Whether you use print advertising, invest in online marketing or use direct mail, without some investment it is highly unlikely that you can secure enough sales opportunities to grow your client base.


The website is about selling

It is definitely worth visiting the websites of the great Internet marketers. You will never see a landing page that talks about the company or offers a list of every service and product that this individual sells. Instead, you will find that it's essentially a sales letter about a single product or service. Even the domain name is about the specific product or service that is being offered.

Google "Alex Mandossian" and you will discover multiple websites (I am not an affiliate of his), each with a different focus. The same goes for any of the great Internet marketers, and yet most benefit professionals pay a local web designer and/or hire some social media specialist that has never earned a dime online to help with their online presence.

Before reading any further, take a moment and visit your website and ask yourself this question: "Would this site make me want to buy anything?" If you are honest with yourself the answer will be an unequivocal "No."

Not only does your website not generate sales activity, but probably it does not compel your prospects to return.


Lists - size matters

Internet marketers have recognized a critical fact of sales success: You can tell your story to a lot of people, but if you do not capture their contact information it does not matter. This is a lesson that a lot of benefit professionals need to learn. I have seen group health agents who were not adverse to making a lot of calls but if the prospect said that they were not interested or that their health plan did not renew until some late date, no attempt was made to capture contact information and get permission to periodically send information. The typical response of, "Can I contact you 90 days prior to your renewal?" is no better than doing nothing.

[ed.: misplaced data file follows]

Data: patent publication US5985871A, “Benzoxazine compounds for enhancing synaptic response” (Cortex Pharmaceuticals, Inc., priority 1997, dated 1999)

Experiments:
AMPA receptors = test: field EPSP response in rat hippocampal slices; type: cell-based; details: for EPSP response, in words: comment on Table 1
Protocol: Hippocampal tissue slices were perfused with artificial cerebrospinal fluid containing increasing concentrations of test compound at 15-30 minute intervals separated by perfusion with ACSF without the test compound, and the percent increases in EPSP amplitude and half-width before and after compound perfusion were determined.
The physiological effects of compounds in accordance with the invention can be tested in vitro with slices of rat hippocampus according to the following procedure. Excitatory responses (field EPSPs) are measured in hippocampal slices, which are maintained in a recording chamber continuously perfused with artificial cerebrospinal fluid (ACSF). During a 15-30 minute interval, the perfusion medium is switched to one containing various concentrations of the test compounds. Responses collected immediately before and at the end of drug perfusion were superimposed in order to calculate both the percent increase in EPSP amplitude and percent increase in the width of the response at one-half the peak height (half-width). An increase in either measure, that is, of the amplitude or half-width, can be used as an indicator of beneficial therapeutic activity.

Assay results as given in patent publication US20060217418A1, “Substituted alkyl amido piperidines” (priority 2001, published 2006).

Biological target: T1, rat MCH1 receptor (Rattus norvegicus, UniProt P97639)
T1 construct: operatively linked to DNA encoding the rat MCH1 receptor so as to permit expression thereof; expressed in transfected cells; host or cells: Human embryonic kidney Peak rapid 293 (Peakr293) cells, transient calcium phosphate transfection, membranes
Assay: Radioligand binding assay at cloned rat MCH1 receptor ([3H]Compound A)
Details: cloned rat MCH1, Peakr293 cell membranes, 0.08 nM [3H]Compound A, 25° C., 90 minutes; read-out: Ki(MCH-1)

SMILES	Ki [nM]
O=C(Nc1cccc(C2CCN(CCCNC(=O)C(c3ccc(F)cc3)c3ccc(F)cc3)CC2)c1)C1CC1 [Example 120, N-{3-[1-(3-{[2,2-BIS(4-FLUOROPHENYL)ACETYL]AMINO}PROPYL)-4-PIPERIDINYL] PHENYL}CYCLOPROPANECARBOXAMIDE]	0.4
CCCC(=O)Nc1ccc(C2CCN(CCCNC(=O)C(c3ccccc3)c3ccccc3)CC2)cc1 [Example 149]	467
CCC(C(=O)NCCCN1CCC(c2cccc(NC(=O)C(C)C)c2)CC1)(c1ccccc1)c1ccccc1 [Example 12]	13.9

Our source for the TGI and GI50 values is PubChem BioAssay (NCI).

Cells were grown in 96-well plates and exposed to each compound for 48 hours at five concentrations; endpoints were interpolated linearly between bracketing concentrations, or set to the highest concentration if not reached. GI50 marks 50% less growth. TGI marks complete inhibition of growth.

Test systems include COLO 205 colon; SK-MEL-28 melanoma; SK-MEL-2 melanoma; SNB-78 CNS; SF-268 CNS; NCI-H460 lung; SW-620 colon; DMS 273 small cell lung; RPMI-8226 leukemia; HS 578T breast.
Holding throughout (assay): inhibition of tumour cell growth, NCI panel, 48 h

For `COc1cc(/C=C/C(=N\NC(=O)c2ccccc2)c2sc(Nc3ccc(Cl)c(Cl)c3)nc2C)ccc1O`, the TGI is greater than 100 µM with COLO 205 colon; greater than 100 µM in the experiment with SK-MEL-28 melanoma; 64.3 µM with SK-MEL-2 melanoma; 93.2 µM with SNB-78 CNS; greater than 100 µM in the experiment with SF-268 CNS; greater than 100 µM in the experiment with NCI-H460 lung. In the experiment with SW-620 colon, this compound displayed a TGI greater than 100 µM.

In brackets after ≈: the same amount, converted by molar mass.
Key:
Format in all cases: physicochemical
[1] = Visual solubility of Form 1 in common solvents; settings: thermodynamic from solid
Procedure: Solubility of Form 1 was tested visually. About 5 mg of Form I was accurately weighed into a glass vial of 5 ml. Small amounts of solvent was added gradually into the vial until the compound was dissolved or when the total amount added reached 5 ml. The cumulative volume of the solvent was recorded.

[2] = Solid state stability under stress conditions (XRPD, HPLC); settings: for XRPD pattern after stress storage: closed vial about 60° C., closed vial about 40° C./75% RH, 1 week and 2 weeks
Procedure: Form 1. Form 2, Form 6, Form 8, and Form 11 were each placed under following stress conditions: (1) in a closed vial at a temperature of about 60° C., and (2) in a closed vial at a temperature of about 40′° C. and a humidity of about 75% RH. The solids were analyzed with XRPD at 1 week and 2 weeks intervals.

The smart group health agent will not only find out the renewal date but secure permission to send a monthly marketing newsletter. Even better, get permission to send a text message to the prospect's mobile phone, with a link to mobile website where more information is available.


Focus on outcomes

This is a topic that I have covered in numerous past columns. For reasons that defy logic, group health agents design their websites and their sales material with a focus on their agency. Here are two examples of great outcome-focused websites and the principles that can easily be applied to your website: and


Share free valuable information

On each of these websites you will find an offer for free information and a requirement that you provide your e-mail address to gain access. Successful Internet marketers invest a lot of energy in creating a lot of free content for their visitors, such as white papers and online videos. They make sure to provide information that actually has value so that the recipient will open future e-mails in anticipation of more good information.